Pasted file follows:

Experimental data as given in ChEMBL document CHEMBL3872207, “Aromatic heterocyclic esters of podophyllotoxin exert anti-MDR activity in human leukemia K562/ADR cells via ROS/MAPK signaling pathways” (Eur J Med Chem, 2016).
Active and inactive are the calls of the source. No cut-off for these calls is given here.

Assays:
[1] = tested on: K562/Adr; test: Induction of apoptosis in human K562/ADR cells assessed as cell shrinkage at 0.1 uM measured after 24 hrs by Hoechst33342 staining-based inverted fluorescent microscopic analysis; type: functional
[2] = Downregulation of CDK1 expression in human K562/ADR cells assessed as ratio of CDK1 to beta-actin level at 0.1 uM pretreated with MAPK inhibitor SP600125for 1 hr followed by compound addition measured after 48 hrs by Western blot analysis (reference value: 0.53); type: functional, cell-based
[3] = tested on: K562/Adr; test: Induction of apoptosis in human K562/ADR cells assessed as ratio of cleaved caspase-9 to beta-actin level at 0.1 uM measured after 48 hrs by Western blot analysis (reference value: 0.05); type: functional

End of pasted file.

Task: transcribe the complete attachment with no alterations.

Experimental data as given in ChEMBL document CHEMBL3872207, “Aromatic heterocyclic esters of podophyllotoxin exert anti-MDR activity in human leukemia K562/ADR cells via ROS/MAPK signaling pathways” (Eur J Med Chem, 2016).
Active and inactive are the calls of the source. No cut-off for these calls is given here.

Assays:
[1] = tested on: K562/Adr; test: Induction of apoptosis in human K562/ADR cells assessed as cell shrinkage at 0.1 uM measured after 24 hrs by Hoechst33342 staining-based inverted fluorescent microscopic analysis; type: functional
[2] = Downregulation of CDK1 expression in human K562/ADR cells assessed as ratio of CDK1 to beta-actin level at 0.1 uM pretreated with MAPK inhibitor SP600125for 1 hr followed by compound addition measured after 48 hrs by Western blot analysis (reference value: 0.53); type: functional, cell-based
[3] = tested on: K562/Adr; test: Induction of apoptosis in human K562/ADR cells assessed as ratio of cleaved caspase-9 to beta-actin level at 0.1 uM measured after 48 hrs by Western blot analysis (reference value: 0.05); type: functional